Since Australian universities have come under increasing pressure from industry to produce ‘work ready’ graduates over the past two decades, higher education institutions have placed an emphasis on producing ‘transferrable’ student outcomes in the form of employability skills (ACCI, 2002) and graduate attributes (Barrie, 2006). Distinct from disciplinary knowledge, they include ‘dispositions’ (Bridgstock, 2009), ‘attitudes’ and ‘values’ (Hill, Walkington & France, 2016), which enable graduates to attract employers and participate effectively in the workforce (Gill, 2018). This paper discusses how Sydney School Genre Pedagogy (Rose & Martin, 2012) has been used effectively in two core courses at the University of Queensland to help students develop these skills and attributes.
Prior to the implementation of genre pedagogy, these two courses, which focus on employability skills, were considered ‘at-risk’ due to their low popularity with students, who previously found the courses too abstract and lacking practicality. However, teaching only context-specific skills without an integrated knowledge base would risk their transferability. The subsequent introduction of genre pedagogy provided coherence to the courses and the means to relate theory and practice, thereby turning them into highly successful courses, which have run for the past six years. While the traditional concern of genre pedagogy has been the building of disciplinary knowledge (e.g. Tann & Scott, 2020), it is used in these courses to develop the dispositions and attitudes of students as competent ‘knowers’ (Maton, 2014).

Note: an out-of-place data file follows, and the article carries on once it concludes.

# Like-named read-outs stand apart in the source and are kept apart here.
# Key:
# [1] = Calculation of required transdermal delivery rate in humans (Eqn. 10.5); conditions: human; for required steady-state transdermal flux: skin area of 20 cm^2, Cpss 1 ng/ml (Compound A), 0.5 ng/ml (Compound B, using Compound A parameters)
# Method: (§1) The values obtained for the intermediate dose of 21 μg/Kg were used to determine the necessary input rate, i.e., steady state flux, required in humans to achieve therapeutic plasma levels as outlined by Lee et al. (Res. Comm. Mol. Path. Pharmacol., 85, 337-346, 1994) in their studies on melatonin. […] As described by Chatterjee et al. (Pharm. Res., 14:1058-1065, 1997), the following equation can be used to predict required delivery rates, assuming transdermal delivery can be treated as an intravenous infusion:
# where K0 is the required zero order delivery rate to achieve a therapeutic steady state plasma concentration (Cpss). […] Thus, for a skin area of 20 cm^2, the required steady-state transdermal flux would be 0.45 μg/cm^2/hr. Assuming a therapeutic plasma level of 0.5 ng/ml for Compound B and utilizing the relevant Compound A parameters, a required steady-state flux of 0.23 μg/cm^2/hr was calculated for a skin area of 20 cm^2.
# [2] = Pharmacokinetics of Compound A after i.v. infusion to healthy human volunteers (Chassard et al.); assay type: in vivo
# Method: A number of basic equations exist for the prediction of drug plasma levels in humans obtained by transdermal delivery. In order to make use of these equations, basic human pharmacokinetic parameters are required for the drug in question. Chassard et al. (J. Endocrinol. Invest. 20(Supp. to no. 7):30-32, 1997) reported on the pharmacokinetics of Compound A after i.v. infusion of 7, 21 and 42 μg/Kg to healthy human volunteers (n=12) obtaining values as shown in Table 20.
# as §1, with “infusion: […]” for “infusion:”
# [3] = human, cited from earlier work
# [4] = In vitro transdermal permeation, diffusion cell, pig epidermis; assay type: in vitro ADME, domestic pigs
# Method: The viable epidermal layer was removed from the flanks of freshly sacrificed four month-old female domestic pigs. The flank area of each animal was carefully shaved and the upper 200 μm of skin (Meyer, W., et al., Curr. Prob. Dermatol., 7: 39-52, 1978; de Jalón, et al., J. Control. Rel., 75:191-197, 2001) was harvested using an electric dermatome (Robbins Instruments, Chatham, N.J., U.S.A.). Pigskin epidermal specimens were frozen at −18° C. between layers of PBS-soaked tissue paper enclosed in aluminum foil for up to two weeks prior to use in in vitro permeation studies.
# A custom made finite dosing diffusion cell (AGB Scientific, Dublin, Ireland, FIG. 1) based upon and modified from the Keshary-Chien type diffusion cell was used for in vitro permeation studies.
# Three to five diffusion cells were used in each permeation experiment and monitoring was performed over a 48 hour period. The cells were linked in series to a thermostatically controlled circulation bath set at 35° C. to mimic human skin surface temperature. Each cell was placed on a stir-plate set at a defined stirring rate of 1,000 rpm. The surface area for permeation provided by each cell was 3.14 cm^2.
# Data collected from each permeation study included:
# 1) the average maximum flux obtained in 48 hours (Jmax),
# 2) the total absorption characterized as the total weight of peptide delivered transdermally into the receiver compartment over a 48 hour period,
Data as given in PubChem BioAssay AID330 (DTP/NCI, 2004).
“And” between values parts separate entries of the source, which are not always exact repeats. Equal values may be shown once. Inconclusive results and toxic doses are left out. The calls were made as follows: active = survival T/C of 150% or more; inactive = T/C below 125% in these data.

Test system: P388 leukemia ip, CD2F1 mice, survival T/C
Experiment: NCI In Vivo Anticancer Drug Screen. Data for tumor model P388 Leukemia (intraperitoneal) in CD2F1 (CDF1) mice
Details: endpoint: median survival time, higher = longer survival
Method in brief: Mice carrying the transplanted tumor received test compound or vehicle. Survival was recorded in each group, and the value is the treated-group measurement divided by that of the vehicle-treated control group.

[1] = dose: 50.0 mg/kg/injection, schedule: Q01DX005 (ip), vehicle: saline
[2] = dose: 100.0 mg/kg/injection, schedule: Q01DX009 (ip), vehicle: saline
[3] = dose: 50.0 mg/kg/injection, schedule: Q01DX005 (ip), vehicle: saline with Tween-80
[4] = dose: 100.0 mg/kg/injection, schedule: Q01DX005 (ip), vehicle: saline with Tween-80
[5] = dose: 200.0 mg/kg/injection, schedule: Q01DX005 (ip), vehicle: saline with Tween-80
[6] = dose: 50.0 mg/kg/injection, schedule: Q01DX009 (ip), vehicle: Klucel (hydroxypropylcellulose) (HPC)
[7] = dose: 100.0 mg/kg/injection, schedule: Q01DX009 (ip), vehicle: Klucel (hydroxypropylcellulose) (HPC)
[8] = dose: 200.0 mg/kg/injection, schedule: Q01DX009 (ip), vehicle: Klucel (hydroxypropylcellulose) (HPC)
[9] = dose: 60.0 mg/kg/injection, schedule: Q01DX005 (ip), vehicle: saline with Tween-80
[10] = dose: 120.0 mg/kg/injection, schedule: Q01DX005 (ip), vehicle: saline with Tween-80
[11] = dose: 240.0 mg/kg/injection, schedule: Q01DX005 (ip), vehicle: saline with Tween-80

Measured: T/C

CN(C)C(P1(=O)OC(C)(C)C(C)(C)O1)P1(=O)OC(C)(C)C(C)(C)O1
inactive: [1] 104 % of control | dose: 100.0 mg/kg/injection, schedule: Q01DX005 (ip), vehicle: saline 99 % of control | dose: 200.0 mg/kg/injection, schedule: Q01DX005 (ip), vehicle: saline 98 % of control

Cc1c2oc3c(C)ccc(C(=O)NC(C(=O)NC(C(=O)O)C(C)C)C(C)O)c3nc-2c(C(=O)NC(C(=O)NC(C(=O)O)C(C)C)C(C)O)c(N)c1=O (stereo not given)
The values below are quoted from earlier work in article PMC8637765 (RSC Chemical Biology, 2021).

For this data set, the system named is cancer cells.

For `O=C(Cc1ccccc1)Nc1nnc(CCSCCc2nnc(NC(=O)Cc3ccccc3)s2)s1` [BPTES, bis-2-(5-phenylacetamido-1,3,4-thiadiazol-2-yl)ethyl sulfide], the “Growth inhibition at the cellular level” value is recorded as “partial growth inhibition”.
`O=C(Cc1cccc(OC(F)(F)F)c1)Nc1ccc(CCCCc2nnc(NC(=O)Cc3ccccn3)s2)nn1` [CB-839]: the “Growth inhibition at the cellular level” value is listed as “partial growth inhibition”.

In this paper, I shall argue that genre pedagogy can empower students in three important and interrelated ways: knowledge about language can be used to interpret social practices, make knower pedagogy visible, and develop culturally valued personas. Since its early days, Systemic Functional Linguistics has been concerned not only with ‘learning language’, but also ‘learning through language’ (Halliday, 1993). Taken beyond literacy contexts, the inherently social and dialogic design of such a pedagogy allows us to draw on language (and semiosis more broadly) both as a useful tool to think with, as well as a means to enact and embody possible social selves.
Negotiating social relations: Viewing tenor from multiple perspectives